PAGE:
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CDC to Translate Data into ‘Easy-to-Understand’ New Policy

An ambitious vision amid pandemic failures

The CDC has begun an ambitious revamping after admitting it was not ready for the plethora of issues raised by the COVID-19 pandemic.

The agency is pursuing a culture change to break down silos and communicate better in house and to the public. The lessons of the COVID-19 pandemic were harsh but must be learned.

The move to revamp the agency comes after James Macrae, MA, MPP, of the Health Resources and Services Administration, began in April to review the CDC’s pandemic response. In addition to interviewing 120 CDC employees, Macrae talked to key external stakeholders.

McCrae’s report has not been published yet, but the CDC press office released some of the key findings and recommendations:1

  • Share scientific findings and data faster. Release scientific findings and data faster in response to the need for information and action and be transparent about the agency’s current level of understanding.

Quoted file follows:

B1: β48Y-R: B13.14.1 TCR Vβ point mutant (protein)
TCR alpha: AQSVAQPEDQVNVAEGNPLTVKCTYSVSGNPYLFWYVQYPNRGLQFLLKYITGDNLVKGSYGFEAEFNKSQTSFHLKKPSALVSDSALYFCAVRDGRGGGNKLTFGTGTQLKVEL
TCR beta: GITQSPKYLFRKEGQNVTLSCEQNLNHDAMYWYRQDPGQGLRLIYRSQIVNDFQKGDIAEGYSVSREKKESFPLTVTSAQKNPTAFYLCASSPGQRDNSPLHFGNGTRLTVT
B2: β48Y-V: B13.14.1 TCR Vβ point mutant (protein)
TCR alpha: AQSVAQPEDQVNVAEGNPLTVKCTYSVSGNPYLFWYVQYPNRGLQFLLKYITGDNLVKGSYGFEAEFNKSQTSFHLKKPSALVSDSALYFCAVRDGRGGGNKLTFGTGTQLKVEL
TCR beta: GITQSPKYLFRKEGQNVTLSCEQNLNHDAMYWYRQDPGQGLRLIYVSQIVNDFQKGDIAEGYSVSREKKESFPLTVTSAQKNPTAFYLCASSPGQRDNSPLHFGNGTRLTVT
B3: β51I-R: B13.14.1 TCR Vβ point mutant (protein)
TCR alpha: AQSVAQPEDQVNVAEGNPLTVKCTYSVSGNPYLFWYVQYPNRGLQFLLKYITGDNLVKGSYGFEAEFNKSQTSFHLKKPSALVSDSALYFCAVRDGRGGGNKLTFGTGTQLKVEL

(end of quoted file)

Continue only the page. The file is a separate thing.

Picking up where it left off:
• Translate science into practical, easy-to-understand policy. Create a standardized policy development process for appropriately vetted implementation guidance documents.
  • Prioritize public health communications. Prioritize and enhance public-facing health communication practices and staff expertise.
  • Promote results-based partnerships. Work more effectively with public health partners to accomplish results-oriented goals, and work to address the limitations of a siloed approach to solving major public health problems.
  • Develop a workforce prepared for future emergencies. Strengthen the CDC workforce in responding to infectious and non-infectious public health emergencies, including new skills, training, and capabilities, and aligning incentives for commitment to these efforts.

“The optimizations are designed to not only change how CDC operates but also its culture, orienting it toward timely action — ensuring CDC’s science reaches the public in an understandable, accessible, and implementable manner as quickly as possible,” the CDC said in a statement. “We are going to move forward with some organizational changes. However, that alone is not enough. We will modernize CDC to better prepare us for future public health challenges to include the next pandemic.”

The CDC already established an Advisory Committee to the director, which met as recently as Aug. 9, but the agency plans to create a “new executive council — reporting to the director — that will determine agency’s priorities, track progress, and align budget decisions, with a bias toward public health impact.”


  1. Centers for Disease Control and Prevention. CDC moving forward. Aug. 17, 2022.